Alabama officials investigate 3 avian flu detections

Chicken swabbing
Chicken swabbing

Texas A&M AgriLife / Flickr cc

Alabama agriculture officials are investigating suspected avian flu outbreaks at three locations in the northern part of the state, close to where H7N9 outbreaks—one highly pathogenic and one low pathogenic—were recently reported on two Tennessee farms.

State officials in Alabama were already on high alert for avian flu, because parts of the state were in the control zone that had been placed around the Tennessee outbreak area. Alabama authorities have not said what avian flu strain is suspected, but they noted that samples are on their way the US Department of Agriculture (USDA) National Veterinary Services Laboratory in Ames, Iowa, for further testing.

Alabama's Department of Agriculture and Industries (ADAI) today announced a stop movement for certain poultry.

Tony Frazier, DVM, Alabama's state veterinarian, said in a statement, "With three investigations of avian influenza in north Alabama on three separate premises we feel that the stop movement order is the most effective way to implement biosecurity for all poultry in our state."

Farm, backyard flock, flea market involved

One of the suspected outbreaks involves a commercial breeder operation in Lauderdale County, located in the far northwestern corner of the state where birds haven't shown significant mortality. Another is a backyard flock in Madison County near Huntsville. Both counties are on the Tennessee border.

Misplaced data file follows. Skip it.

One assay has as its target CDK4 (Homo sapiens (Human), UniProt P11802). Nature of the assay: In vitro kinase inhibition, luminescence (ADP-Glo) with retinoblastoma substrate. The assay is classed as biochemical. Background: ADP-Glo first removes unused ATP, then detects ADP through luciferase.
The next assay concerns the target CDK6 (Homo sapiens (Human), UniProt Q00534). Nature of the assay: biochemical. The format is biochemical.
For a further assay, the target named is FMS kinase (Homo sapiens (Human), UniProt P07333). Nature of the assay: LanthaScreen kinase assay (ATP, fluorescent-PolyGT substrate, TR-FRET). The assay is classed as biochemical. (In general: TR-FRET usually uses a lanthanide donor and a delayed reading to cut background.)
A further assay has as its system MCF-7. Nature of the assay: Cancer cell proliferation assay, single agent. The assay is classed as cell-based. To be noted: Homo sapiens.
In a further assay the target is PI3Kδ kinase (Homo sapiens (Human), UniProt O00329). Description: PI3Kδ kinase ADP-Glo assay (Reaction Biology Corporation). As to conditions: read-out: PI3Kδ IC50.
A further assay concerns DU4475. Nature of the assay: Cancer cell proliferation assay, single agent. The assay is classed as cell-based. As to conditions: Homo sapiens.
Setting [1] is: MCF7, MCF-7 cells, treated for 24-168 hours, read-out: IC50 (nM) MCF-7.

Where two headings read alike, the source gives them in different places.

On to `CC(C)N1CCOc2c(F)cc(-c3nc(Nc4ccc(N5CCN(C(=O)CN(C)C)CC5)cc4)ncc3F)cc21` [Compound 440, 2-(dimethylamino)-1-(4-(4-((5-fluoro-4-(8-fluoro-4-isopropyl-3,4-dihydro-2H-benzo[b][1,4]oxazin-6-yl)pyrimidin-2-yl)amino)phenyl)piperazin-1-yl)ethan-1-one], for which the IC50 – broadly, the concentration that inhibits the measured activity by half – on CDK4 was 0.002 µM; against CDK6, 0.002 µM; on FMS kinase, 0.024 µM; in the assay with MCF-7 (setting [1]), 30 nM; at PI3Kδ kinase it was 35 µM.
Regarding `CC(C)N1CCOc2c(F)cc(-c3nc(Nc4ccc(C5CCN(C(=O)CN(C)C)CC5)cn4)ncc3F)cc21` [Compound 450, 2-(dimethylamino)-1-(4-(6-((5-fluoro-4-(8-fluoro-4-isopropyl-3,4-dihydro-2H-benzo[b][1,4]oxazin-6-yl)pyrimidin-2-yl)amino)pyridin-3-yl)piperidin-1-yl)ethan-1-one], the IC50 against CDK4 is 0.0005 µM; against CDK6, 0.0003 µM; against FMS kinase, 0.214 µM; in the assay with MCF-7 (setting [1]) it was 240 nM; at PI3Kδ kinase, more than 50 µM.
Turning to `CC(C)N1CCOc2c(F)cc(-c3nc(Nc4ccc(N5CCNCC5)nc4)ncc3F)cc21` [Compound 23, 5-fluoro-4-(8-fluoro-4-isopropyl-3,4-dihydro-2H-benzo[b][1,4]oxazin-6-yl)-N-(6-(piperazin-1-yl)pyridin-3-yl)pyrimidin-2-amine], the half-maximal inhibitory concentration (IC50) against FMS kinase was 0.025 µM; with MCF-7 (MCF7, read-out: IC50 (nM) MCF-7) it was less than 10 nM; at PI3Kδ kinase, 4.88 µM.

Officials said the third location is the TaCo-Bet Trade Day flea market in Scottsboro, Ala., in Jackson County, about 40 miles east of Huntsville. As part of Alabama's highly pathogenic avian flu preparedness response plan, poultry technicians from the USDA collected samples from birds on the premises on Mar 12, which indicated suspected avian influenza.

Amy Belcher, spokeswoman for the ADAI, said there are no epidemiologic connections between the outbreak locations in Tennessee and in Alabama, Reuters reported today. Ray Hilburn, associate director of the Alabama Poultry and Egg Association, told the news service that infected birds have been culled, but he didn't say how many.

The ADAI said it and the USDA's Animal and Plant Health Inspection Service are working together closely on a joint incident response.

According to the Alabama Cooperative Extension System, the state is the nation's second largest broiler producer, part of its $15 billion poultry and egg industry.

See also:

Mar 14 ADAI statement

Mar 14 Reuters story

Mar 7 CIDRAP News story "North American-origin H7N9 isolated from Tennessee farm"

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